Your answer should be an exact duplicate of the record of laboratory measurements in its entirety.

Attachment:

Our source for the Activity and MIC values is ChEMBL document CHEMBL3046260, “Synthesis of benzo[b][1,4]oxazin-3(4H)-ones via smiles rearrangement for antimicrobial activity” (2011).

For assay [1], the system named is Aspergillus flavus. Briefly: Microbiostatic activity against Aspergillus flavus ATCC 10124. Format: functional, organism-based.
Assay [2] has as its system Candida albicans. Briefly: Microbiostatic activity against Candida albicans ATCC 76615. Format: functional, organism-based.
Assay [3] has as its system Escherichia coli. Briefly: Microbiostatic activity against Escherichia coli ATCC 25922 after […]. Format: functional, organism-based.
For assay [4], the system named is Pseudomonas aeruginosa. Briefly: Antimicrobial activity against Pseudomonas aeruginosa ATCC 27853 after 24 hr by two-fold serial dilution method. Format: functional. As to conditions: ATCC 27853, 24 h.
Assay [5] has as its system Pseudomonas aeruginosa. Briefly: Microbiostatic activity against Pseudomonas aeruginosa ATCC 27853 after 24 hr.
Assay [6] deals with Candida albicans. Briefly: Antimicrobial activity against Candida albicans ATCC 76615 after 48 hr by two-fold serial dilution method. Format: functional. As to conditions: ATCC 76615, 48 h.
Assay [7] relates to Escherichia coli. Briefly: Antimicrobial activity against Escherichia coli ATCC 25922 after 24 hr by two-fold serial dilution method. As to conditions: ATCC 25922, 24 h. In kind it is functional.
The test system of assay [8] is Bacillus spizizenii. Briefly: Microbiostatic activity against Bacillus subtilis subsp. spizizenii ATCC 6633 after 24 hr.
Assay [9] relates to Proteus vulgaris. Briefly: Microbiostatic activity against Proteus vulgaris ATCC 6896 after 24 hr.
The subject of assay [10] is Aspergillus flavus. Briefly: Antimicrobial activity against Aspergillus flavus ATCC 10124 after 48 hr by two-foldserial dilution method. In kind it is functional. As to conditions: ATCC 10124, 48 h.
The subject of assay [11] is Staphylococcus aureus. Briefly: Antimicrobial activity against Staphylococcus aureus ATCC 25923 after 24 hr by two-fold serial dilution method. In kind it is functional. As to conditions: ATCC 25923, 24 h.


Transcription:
Our source for the Activity and MIC values is ChEMBL document CHEMBL3046260, “Synthesis of benzo[b][1,4]oxazin-3(4H)-ones via smiles rearrangement for antimicrobial activity” (2011).

For assay [1], the system named is Aspergillus flavus. Briefly: Microbiostatic activity against Aspergillus flavus ATCC 10124. Format: functional, organism-based.
Assay [2] has as its system Candida albicans. Briefly: Microbiostatic activity against Candida albicans ATCC 76615. Format: functional, organism-based.
Assay [3] has as its system Escherichia coli. Briefly: Microbiostatic activity against Escherichia coli ATCC 25922 after […]. Format: functional, organism-based.
For assay [4], the system named is Pseudomonas aeruginosa. Briefly: Antimicrobial activity against Pseudomonas aeruginosa ATCC 27853 after 24 hr by two-fold serial dilution method. Format: functional. As to conditions: ATCC 27853, 24 h.
Assay [5] has as its system Pseudomonas aeruginosa. Briefly: Microbiostatic activity against Pseudomonas aeruginosa ATCC 27853 after 24 hr.
Assay [6] deals with Candida albicans. Briefly: Antimicrobial activity against Candida albicans ATCC 76615 after 48 hr by two-fold serial dilution method. Format: functional. As to conditions: ATCC 76615, 48 h.
Assay [7] relates to Escherichia coli. Briefly: Antimicrobial activity against Escherichia coli ATCC 25922 after 24 hr by two-fold serial dilution method. As to conditions: ATCC 25922, 24 h. In kind it is functional.
The test system of assay [8] is Bacillus spizizenii. Briefly: Microbiostatic activity against Bacillus subtilis subsp. spizizenii ATCC 6633 after 24 hr.
Assay [9] relates to Proteus vulgaris. Briefly: Microbiostatic activity against Proteus vulgaris ATCC 6896 after 24 hr.
The subject of assay [10] is Aspergillus flavus. Briefly: Antimicrobial activity against Aspergillus flavus ATCC 10124 after 48 hr by two-foldserial dilution method. In kind it is functional. As to conditions: ATCC 10124, 48 h.
The subject of assay [11] is Staphylococcus aureus. Briefly: Antimicrobial activity against Staphylococcus aureus ATCC 25923 after 24 hr by two-fold serial dilution method. In kind it is functional. As to conditions: ATCC 25923, 24 h.